We’re onto part 3 of our history of PC Zone (part 1, part 2) and it’s getting to the point in the 90s where one of those nostalgic TV documentaries about Cool Britannia (which I would try – but fail – to resist watching) might focus its attention: Britpop, Euro ’96, Tony Blair and the Spice Girls. So, what was going on in the world of British PC games coverage (the subject of precisely zero nostalgic TV documentaries) around this time?

Part 3: 1996-98 – Cruelty Zoo

Zone Part 3 Cover

The Quake issue (Zone 43, October 1996) was John Davison’s last, with deputy Jeremy Wells taking over. Wells continued in roughly the same vein as Davison (and maintained the tradition of long-haired 90s Zone editors), although his love for football and, in particular, Championship Manager was a distinguishing feature of his tenure. Towards the end of his time as editor, Wells paid tribute to the addictive qualities of the series in a feature called The Cult of Championship Manager, which featured a variety of men old enough to know better telling tales of how the game got them into trouble (“When I finally went downstairs, Janet’s parents had left and she was throwing stuff around the kitchen…It was over. And I lost the final.”)

This era was probably Zone’s phase of peak blokeishness, with letters to the editor either praising or criticising this aspect of the magazine. In truth, as we mentioned earlier, it was largely adverts for games, rather than reviews or other content, that were the main source of controversy. This was the era of Jo Guest’s notorious ad for Battlecruiser 3000AD, which was toned down (a bit) in some publications by the addition of some pants for Ms Guest. Zone published the pant-less version, earning it praise from one correspondent (“Who would dare to put the ad for Battlecruiser 3000AD on their back cover without drawing stupid knickers on the poor girl?”)

Some months later, another advert – this time an S&M themed one promoting Destruction Derby 2 – went down less well with a reader, and Charlie Brooker (for some reason in charge of responding to letters that month) found himself agreeing, describing marketing types as “a bunch of gutless, soulless, hollow-eyed blockheads who assume that every gamesplayer in the country is a drooling, Pavlovian sexual inadequate…If I could have my way, I’d like to strand the lot of them together on a remote desert island. Ideally it would be completely devoid of all foliage or animal life, so they would eventually all be forced to hunt, kill, and then eat each other in order to survive”.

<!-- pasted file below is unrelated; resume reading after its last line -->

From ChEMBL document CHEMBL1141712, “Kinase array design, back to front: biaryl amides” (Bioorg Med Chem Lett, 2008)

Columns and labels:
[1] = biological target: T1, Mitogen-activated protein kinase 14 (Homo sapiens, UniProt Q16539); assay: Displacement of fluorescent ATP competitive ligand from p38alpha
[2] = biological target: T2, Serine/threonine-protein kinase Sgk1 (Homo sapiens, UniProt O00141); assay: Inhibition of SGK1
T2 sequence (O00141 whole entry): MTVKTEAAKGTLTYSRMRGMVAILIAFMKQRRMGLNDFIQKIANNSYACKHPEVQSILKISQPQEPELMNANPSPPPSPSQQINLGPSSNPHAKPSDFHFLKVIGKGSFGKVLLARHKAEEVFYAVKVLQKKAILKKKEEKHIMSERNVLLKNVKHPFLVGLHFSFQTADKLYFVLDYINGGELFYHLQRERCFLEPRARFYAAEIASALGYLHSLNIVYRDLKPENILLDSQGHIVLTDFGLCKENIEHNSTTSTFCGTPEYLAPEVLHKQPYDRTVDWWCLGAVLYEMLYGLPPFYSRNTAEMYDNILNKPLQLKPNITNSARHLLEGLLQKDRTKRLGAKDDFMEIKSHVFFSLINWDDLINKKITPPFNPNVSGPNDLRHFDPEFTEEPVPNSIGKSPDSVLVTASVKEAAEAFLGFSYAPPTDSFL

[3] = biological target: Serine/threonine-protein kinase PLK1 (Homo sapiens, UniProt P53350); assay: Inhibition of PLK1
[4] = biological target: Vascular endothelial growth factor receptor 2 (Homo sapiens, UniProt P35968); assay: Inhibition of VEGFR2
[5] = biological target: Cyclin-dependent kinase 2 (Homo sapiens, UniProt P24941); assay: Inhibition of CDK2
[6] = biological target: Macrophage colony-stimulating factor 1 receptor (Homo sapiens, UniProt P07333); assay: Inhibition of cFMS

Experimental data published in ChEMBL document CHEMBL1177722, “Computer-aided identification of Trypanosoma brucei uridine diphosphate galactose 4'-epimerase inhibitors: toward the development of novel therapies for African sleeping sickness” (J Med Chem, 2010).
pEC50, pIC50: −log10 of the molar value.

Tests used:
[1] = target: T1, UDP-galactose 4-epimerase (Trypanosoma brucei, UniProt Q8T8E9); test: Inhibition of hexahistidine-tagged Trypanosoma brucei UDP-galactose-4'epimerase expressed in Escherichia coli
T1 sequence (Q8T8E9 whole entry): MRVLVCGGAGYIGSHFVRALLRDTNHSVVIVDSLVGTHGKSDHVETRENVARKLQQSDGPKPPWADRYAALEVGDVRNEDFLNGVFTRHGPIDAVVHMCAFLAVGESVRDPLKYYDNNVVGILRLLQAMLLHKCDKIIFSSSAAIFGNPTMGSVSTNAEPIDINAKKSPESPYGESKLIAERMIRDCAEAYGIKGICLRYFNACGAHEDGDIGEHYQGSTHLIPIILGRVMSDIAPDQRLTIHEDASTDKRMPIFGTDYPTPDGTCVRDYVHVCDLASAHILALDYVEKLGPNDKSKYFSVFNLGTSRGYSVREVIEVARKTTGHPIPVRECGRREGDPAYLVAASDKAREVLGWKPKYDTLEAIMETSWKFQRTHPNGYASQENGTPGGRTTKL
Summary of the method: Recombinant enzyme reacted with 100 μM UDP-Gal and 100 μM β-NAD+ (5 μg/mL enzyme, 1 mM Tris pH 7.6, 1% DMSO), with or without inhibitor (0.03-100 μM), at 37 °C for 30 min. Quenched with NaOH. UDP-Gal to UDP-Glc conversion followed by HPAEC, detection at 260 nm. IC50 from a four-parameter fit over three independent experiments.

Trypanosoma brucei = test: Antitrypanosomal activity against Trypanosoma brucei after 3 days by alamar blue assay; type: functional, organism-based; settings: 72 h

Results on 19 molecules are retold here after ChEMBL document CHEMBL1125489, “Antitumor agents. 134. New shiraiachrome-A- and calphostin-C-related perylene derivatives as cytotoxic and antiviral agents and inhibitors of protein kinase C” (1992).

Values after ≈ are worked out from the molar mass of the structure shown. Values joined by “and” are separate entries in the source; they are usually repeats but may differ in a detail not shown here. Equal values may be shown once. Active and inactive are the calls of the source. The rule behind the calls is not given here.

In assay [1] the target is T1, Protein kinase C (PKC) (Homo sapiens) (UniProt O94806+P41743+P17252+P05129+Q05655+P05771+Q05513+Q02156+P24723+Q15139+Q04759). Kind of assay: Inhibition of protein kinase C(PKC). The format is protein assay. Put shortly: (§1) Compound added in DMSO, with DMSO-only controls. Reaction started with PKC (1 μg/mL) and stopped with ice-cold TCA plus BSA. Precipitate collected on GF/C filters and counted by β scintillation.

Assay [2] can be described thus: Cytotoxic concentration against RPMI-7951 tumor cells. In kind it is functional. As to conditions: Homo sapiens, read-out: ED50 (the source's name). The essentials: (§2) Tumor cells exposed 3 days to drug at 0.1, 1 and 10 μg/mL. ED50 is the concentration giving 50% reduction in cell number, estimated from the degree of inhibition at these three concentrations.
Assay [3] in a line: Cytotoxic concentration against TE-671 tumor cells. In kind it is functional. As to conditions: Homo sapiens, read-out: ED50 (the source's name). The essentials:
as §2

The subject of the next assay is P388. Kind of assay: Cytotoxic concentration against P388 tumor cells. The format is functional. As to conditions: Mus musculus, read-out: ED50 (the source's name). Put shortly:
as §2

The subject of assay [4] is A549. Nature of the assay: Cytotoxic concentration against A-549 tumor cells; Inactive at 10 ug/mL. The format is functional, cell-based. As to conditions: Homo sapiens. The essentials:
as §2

Other dreadful ads from this era:

• One for Championship Manager 96/97 (not a game that needed the hard sell treatment) which tried to mine some humour from those footballers with vaguely rude-sounding names.

• Sticking with football, a promo for World League Soccer ’98 referenced the dreaded ‘post-pub’ experience (for which I suppose we have the PlayStation to blame/thank) and suggested their game might cause you to run a bath and jump in with some friends. Get the boys round for some WLS, a Boddingtons and a bath!

Zone WLS advert

• An ad for 3DO’s Strife (an FPS adventure utilising the Doom engine) seemingly involved no more thought than slapping a brain and some balls (yes, those balls) on a page and saying “this sums up our game”, although things take a slightly bizarre twist when it is suggested the two items are ingredients for some kind of meat smoothie which should be ingested during gameplay.